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Stryker Corp. estimates that the total costs associated with their Rejuvenate hip recall, including payments to cover additional medical treatment and personal injury settlements paid to individuals who received the defective modular hip implant, could cost the company up to $390 million.
The company released the estimate as part of an earnings report last week, where it was announced that an additional charge of $174 million was taken during the fourth quarter of 2012. When combined with previously recorded reserves, the funds were set aside to cover the minimum range of liability stemming from the recalled hip implants.
A Stryker recall for the Rejuvenate and ABG II modular neck hip stems was issued in June 2012, after it was discovered that the components were associated with fretting and corrosion at the modular neck junction, which may cause pain, swelling and failure within a few years.
Unlike traditional hip replacement systems, which involve a single femoral component, the Stryker Rejuvenate hip featured a two-part neck and stem design, which allowed surgeons to customize the length to match the patient. However, while hip replacements are expected to last 15 to 20 years, the Stryker hip was recalled only three years after it was introduced.
A growing number of individuals who received the implant are now pursuing a Stryker Rejuvenate hip lawsuit against the manufacturer, alleging that Stryker failed to adequately research the design or warn about the increased risk of problems with the modular neck-stem design.
Although Stryker Corp. indicates that the ultimate total costs will depend on a number of factors that are difficult to predict, the company has estimated that the probable loss to settle the Rejuvenate recall claims will be in the range of $190 million to $390 million, before third-party insurance recoveries.
In addition to estimating the cost of all Stryker Rejuvenate hip settlements, the manufacturer has also recommended that all individuals who received the recalled modular femoral neck implant should contact their doctor, even if they are not currently experiencing any problems or complications.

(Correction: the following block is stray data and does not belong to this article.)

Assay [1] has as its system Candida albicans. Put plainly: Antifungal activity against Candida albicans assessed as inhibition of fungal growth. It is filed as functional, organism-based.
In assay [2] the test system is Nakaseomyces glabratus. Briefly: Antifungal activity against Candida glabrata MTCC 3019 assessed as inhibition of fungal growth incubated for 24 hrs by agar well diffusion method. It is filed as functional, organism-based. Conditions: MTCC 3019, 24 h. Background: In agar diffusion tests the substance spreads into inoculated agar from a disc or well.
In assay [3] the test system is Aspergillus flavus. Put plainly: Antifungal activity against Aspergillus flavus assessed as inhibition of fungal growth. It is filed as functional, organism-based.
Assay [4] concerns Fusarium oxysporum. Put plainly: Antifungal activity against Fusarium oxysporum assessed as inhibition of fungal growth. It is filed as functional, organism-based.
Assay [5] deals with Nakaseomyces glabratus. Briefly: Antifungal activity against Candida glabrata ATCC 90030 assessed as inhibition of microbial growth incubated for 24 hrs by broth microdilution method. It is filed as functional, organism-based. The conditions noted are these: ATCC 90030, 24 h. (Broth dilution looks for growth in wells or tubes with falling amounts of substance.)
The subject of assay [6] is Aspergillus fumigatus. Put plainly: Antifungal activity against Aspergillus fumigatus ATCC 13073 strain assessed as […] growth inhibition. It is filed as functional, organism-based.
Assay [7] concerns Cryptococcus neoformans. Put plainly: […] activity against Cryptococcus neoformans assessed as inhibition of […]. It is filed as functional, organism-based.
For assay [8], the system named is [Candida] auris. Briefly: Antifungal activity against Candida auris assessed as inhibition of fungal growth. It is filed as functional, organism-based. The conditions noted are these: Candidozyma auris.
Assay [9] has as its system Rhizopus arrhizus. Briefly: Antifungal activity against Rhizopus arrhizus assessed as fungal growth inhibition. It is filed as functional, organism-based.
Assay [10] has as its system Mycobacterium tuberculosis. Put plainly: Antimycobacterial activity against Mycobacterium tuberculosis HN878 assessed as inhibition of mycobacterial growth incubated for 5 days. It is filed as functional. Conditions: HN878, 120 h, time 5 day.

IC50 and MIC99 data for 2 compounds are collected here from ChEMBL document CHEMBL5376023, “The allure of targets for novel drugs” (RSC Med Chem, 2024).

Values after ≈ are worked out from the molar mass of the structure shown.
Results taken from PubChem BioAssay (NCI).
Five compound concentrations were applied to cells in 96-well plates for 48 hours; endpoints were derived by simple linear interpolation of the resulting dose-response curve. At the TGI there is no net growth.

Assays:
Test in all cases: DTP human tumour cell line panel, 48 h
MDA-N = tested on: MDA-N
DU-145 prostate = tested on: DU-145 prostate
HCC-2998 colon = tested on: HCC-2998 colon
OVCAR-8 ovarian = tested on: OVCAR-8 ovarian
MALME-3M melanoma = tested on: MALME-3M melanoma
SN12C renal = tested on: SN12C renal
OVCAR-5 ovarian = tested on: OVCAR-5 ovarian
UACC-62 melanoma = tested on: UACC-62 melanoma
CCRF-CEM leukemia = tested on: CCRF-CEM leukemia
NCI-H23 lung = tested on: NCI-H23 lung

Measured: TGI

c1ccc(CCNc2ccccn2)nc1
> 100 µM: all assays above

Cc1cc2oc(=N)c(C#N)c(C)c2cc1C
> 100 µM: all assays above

Stryker has indicated that they intend to reimburse patients for reasonable and customary costs associated with testing and treatment required by the Rejuvenate hip, including any necessary revision surgeries.
The company has hired Broadspire Services, a third-party claims administrator, to address some patients who have complained of Rejuvenate hip problems. The same company was retained following a DePuy ASR metal-on-metal hip recall that was issued by a Johnson & Johnson subsidiary in August 2010.
Hip replacement lawyers who represent individuals impacted by defective and dangerous implant designs to be careful in any dealings with Broadspire or Stryker, as the companies may attempt to get patients to give away important legal rights, release medical records and even turn over removed components, with no guarantee that they will receive fair compensation or settlement for their Rejuvenate claim.
In October, a group of plaintiffs who have brought their cases in New Jersey state court, filed a request to centralize the Stryker Rejuvenate hip litigation as part of a “mass tort” or “multi-county litigation,” which would result in all cases pending throughout the state being assigned to one judge for coordinated handling.